New Delhi: The Parliamentary Standing Committee on Home Affairs that was tasked to examine the three new criminal Bills has recommended that in the interest of gender neutral laws, the Bharatiya Nyaya Sanhita Bill, which seeks to replace the Indian Penal Code, 1860, should include the criminalisation of adultery and retain Section 377.
Along with the Bharatiya Nyaya Sanhita Bill, the Bharatiya Sakshya Adhiniyam Bill (to replace the Indian Evidence Act, 1872) and the Bharatiya Nagarik Suraksha Sanhita Bill (to replace the Criminal Procedure Code, 1973) were introduced in parliament on August 11.
The Bills were then referred to the 31-member Parliamentary Standing Committee, headed by BJP MP Brij Lal.
The panel adopted its report last week.
The Wire analyses the main recommendations and observations of the committee on the Bharatiya Nyaya Sanhita Bill.
The opposition MPs had written in their dissent notes that the new legislations are “largely a copy-paste” of the existing laws. They had also opposed their Hindi names, flagged the lack of consultation and the diversity of domain expert opinion, and questioned the “haste” in which the legislations are being introduced. Despite these objections, the committee report has hailed the new Bills.
Retain Section 377
The committee said that while the Supreme Court in 2018 had ruled in the Navtej Singh Johar v. Union of India case that Section 377 of the IPC is in violation of Articles 14, 15, 19, and 21 of the Constitution of India, the law remained applicable in cases of non-consensual carnal intercourse with adults, all acts of carnal intercourse with minors, and acts of bestiality.
It said that no such provision for non-consensual sexual offences against males, females and transgenders and for bestiality has been made in the Bharatiya Nyaya Sanhita (BNS), 2023.
“The committee feels that to align with the objectives stated in the BNS’s Statement of Objects and Reasons, which inter alia highlights the move towards gender-neutral offences, it is mandatory to reintroduce and retain Section 377 of the IPC. The Committee, therefore, recommends the government to include Section 377 of the IPC, in the proposed law,” it said.
Retain adultery as a gender-neutral criminal offence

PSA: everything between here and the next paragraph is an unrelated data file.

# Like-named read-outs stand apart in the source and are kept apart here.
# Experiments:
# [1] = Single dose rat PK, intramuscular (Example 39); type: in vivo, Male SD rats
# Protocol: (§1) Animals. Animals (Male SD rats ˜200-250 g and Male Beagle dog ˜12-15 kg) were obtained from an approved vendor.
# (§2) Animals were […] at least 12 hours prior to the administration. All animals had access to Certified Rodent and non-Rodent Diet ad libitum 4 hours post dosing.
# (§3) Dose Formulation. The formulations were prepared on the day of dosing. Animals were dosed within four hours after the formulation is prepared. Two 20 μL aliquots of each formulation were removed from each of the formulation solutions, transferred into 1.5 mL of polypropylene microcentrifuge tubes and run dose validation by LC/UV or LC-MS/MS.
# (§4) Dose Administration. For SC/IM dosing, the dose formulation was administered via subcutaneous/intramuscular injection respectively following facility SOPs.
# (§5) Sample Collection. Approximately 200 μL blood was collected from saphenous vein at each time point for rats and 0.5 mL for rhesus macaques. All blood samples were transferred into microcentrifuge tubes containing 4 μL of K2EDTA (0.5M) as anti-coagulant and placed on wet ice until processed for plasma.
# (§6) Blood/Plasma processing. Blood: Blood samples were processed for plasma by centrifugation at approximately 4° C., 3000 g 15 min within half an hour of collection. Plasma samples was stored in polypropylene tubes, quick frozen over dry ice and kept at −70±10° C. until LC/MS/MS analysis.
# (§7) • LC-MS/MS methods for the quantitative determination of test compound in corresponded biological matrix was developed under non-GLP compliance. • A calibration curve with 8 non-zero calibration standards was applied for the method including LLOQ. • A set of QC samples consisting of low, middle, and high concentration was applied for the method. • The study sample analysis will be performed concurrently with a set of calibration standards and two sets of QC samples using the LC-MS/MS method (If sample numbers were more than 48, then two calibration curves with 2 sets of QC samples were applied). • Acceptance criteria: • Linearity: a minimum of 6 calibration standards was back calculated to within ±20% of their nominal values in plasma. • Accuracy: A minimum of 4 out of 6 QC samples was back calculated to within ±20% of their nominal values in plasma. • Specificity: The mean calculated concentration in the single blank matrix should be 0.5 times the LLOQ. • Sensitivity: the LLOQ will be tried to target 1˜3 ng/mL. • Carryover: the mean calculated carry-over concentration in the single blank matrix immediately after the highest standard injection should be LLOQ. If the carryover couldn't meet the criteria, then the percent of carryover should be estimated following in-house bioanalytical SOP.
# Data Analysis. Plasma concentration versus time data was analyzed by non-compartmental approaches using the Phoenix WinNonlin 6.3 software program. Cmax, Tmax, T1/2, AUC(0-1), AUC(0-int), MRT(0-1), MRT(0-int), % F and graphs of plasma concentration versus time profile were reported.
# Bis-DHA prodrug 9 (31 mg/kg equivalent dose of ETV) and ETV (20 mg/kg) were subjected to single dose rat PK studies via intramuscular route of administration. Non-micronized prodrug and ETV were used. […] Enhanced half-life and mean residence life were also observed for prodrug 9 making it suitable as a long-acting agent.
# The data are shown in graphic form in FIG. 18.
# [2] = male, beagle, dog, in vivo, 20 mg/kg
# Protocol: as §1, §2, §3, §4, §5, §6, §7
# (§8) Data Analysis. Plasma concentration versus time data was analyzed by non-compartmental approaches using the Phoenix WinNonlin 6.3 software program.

The committee has also cited the interests of gender neutrality in recommending that Section 497 of the IPC, which was struck down by the Supreme Court in 2018, should be retained in the proposed legislation by “making it gender-neutral”.
Under Section 497, a person who had sexual intercourse with a married woman without the consent or connivance of her husband would be guilty of adultery. This was punishable with imprisonment or fine or both; but the woman was not punishable.
The Supreme Court while striking down the law had said it was archaic, arbitrary, and paternalistic and that it infringed upon a woman’s autonomy, dignity, and privacy, and that it reduced the married woman to being her husband’s property.
“In this regard, the committee is of the view that the institution of marriage is considered sacred in Indian society and there is a need to safeguard its sanctity. For the sake of protecting the institution of marriage, this section should be retained in the Sanhita by making it gender-neutral,” the report said.
Death penalty and Hindi imposition
While opposition MPs in their dissent notes had highlighted the need to abolish the death penalty and wrote against the Hindi names of the three laws, the committee has not recommended either.
The report said that the committee had considered the submissions on doing away with the death penalty, but left the matter to be decided by the Union government.
“The committee, after considering the submissions regarding the death penalty, has understood that the reason for a passionate argument against death penalty is that the judicial system can be fallible and to prevent an innocent person from being wrongly sentenced to death. In this regard, the committee recommends that the matter may be left for the government to consider,” it said.